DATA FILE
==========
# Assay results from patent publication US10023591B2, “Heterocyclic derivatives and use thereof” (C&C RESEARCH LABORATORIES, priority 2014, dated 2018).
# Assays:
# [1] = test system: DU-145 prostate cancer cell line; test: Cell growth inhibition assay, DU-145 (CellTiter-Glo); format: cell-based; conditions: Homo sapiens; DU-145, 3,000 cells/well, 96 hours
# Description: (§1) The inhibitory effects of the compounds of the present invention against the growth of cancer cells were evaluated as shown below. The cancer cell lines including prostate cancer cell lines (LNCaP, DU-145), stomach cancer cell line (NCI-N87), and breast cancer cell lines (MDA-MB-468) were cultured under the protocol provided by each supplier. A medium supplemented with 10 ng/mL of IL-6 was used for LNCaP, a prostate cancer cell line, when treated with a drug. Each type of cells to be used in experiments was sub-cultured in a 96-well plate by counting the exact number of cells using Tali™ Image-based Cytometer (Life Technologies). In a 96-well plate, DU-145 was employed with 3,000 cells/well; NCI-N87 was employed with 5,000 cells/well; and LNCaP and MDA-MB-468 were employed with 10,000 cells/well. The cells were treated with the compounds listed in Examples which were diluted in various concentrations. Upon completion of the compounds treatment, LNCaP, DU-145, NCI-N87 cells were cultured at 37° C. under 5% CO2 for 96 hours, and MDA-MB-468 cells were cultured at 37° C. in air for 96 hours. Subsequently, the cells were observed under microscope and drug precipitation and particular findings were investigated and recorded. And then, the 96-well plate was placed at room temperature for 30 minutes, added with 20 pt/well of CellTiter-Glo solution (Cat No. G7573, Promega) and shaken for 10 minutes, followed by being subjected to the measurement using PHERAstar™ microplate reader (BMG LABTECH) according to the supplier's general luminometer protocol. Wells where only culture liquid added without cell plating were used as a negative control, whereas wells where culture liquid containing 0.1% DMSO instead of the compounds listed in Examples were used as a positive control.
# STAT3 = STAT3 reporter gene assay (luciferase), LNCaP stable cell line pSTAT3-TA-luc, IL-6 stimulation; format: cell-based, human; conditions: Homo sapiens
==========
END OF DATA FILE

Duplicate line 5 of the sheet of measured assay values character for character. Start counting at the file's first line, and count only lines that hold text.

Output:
# STAT3 = STAT3 reporter gene assay (luciferase), LNCaP stable cell line pSTAT3-TA-luc, IL-6 stimulation; format: cell-based, human; conditions: Homo sapiens